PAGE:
Marselan is a French origin red grape variety which belongs to Vitis Vinifera species. France is the major producer of Marselan grapes till date.
Languedoc, in southern France is a wine making region is popular for Marselan grape wines. Apart from France this grape variety is found in different parts of the world like; Uruguay, Brazil, China, Romania, Israel, Spain and Bulgaria. About 45% of the total wines made from Marselan are produced in France.
This variety of grape was a result of a genetic engineering experiment done to find more characteristics of Cabernet Sauvignon and Grenache grapes. Marselan grapes ripe slowly, so they need hot and sunny terroir to grow.
This variety of grape is used in making only wine. Its plantation in France is concentrated in wine making regions like; Nimes, Pyrenees and the river valley between Montelimar and Avignon.
Some vineyards of Montenegro and California plant Marselan grapes. The wines made from Marselan grapes are varietal and also used for blending. Marselan grapes are not very old; they originated in the early 60s and captured the wine market only after the year 2002.
History of Marselan Grapes
Marselan grape was first bred in the year 1961 by a French ampelographer Paul Truel. It was produced at institute National de la Recherché Agronomique (INRA). The grape got its name from the region where it was first bred, Marselan. Until 1990, Marselan was not officially a registered wine grape in France.
This grape took so long to get officially registered in French wine list because it was unable to produce large berries and hence it was used only for blending other wines. Since 2001, the progress in the commercialization of Marselan grape has increased tremendously.
Now this grape is exclusively used in making some of the world class wines. In the year 2007, the wine made from Marselan was allowed to trade in the USA by Alcohol and Tobacco Tax and Trade Bureau.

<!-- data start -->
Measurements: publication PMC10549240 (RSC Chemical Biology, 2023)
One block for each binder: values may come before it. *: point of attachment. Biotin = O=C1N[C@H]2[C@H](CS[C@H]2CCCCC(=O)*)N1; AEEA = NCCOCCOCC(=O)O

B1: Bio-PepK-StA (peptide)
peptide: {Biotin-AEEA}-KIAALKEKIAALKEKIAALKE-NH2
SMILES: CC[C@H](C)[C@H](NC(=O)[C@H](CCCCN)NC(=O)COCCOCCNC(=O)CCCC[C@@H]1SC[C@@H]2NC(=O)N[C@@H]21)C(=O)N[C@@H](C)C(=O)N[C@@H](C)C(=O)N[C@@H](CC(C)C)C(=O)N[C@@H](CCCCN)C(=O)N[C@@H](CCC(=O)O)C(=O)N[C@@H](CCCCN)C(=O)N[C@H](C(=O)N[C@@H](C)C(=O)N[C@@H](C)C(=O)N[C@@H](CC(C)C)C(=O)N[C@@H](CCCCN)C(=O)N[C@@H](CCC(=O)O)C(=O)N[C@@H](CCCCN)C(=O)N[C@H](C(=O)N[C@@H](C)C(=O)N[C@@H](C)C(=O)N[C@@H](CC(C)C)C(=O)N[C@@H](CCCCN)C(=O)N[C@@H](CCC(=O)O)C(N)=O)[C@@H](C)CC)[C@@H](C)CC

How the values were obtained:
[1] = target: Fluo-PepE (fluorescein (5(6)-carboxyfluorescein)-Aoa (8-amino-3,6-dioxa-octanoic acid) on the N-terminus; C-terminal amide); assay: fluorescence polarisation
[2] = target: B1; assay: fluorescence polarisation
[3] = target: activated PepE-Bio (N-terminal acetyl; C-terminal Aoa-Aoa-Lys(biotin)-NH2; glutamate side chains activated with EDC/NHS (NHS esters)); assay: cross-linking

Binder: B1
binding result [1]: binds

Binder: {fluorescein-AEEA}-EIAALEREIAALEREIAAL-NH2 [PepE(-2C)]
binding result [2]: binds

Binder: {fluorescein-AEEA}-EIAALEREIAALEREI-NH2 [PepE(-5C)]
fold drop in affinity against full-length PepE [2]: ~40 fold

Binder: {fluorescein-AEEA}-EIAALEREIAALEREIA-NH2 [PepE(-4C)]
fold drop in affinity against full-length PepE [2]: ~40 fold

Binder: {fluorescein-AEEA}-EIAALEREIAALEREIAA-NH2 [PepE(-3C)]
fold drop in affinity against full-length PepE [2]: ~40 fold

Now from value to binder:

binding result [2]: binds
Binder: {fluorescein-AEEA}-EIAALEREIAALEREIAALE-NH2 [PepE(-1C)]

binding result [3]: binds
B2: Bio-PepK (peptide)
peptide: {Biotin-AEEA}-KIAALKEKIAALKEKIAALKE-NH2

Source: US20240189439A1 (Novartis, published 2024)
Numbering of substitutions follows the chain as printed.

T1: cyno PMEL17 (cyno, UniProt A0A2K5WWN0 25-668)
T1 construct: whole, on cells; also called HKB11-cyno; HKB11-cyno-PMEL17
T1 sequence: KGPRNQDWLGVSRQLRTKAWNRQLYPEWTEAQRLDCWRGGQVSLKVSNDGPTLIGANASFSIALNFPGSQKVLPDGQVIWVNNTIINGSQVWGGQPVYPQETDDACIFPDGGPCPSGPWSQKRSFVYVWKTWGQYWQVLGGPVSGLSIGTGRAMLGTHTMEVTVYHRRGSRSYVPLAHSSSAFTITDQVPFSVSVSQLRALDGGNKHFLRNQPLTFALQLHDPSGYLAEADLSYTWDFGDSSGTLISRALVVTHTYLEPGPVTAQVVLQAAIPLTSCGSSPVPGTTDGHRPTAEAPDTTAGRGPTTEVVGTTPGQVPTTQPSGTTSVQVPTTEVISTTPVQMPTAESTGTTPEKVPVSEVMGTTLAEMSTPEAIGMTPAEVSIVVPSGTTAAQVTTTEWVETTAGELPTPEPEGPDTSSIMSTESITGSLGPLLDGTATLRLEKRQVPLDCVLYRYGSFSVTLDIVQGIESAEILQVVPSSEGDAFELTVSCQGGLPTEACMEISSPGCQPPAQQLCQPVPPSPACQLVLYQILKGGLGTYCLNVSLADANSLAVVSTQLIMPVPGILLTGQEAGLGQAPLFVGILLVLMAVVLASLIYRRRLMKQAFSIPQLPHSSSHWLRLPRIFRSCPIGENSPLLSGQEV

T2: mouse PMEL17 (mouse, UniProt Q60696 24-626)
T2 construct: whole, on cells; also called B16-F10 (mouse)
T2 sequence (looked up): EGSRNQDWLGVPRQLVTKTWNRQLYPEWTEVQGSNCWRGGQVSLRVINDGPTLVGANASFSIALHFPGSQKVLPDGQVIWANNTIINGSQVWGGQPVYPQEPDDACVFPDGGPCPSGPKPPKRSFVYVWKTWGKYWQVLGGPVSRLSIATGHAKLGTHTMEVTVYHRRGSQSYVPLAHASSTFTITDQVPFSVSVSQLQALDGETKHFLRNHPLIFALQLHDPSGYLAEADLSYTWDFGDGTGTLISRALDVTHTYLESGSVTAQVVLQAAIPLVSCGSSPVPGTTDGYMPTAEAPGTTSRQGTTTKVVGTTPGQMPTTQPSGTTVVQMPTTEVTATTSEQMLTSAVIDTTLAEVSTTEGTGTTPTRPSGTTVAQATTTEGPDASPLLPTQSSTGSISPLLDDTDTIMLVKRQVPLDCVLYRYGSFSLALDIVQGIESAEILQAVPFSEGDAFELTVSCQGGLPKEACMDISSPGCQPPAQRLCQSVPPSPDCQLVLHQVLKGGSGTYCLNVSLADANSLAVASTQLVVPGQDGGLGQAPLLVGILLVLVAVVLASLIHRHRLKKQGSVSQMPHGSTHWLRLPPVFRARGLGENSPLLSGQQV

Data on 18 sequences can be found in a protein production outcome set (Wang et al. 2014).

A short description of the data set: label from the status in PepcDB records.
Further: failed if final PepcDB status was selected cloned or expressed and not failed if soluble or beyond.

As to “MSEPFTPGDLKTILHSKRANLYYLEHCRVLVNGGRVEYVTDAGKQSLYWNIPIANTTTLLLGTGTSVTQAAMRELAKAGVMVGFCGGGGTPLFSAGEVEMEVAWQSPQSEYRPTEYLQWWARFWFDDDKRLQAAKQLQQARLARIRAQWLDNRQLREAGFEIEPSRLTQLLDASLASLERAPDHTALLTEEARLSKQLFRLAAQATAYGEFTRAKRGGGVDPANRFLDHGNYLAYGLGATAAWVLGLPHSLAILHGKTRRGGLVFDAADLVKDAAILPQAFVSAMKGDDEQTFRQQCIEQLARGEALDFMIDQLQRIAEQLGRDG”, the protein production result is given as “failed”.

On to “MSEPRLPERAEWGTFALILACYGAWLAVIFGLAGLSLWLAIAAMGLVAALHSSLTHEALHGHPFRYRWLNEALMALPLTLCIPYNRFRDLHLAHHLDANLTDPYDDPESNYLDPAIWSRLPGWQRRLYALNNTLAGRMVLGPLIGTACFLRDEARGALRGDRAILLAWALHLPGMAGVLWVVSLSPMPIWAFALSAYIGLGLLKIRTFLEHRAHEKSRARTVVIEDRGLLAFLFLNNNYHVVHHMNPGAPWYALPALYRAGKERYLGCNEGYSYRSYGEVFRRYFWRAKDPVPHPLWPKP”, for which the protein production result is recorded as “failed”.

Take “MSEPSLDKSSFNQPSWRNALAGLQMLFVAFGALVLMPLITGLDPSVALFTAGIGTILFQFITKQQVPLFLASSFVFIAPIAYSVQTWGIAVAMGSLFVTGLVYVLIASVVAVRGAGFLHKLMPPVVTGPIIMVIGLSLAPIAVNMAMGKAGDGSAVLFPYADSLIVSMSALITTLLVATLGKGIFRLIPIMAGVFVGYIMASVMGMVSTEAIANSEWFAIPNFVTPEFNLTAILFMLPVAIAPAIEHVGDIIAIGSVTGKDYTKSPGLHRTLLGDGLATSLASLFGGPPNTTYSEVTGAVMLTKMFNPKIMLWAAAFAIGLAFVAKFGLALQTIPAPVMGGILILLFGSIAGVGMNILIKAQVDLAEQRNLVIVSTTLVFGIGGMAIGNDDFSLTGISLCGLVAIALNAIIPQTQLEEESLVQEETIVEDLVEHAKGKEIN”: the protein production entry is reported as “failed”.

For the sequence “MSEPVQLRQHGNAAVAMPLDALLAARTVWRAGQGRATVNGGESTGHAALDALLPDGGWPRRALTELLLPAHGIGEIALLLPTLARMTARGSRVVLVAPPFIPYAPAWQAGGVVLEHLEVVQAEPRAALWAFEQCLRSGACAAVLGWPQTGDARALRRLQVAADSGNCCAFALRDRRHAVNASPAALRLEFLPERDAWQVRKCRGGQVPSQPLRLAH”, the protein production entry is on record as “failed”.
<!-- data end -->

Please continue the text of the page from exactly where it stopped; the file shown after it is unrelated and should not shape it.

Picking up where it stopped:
In Spain, this variety of grape came in the year 1990 at Catalonia from France. By 1998, the vineyards of Argentina started growing Marselan and occupied 79 hectares of land in Mendoza. In a Sino-French demonstration, some vineyards near Beijing started planting Marselan.
Viticulture and winemaking of Marselan grapes
Marselan is a late ripening grape variety. The shoots of the plant grow vigorously. The leaves of Marselan are green with bronze patches. The leaves are orbicular in shape and have eight to nine lobes.
The berries of Marselan are round and very small. Dry soil is best suited for growing Marselan grapes. Marselan is resistant to mold, oidium, and mites which make it a very advantageous grape variety.
The wine making procedure includes four weeks of maceration after fermenting the wine. Some of the popular Marselan wines in the market are; Eccoci wines Catalonia Spain, Grace Vineyard Tasya’s Reserve Marselan China, Casa Valduga Identidade Premium Marselan Brazil, Gilles Louvet Mon Pre Carre Marselan France and Establicimiento Juanico Don Pascual Reserve Marselan Uruguay.
Characteristics of Marselan grapes wine
Since Marselan is a crossbreed variety of two different grapes, it contains the characteristics of both varieties.
Marselan grape wines have a fine-dark purple color. The wines possess the strong aroma of ripe fruits like blackberry.
The alcohol content in these wines is about 14% by volume. The acidic content of the wine is medium. These wines are manufactured medium bodied.
The aging property of the wines made from Marselan grapes is good. These wines have cherry fruit and fresh flavor. These wines are served best at 18 degree Celsius of temperature.
Food pairing with Marselan wines
Lightly spiced vegetables and tomato based dishes are good to go with Marselan red wines.
Fresh Lasagna with pesto is preferred in north Italy with these wines.
Marselan wines are made organically and are very suitable for vegetarians.
Editor-in-Chief and Wine Writer
Michael is an online enthusiast, with a lot of knowledge about online marketing. Traveling around the world to hunt for the perfect wine. Latest on Sicily, where Etna has a huge impact on the taste, which is strong with a bitter aftertaste for the youngest wines, but older wines are fantastic. Drinking wine, and writing about them, are one the passions. Remember to drink responsibly 🙂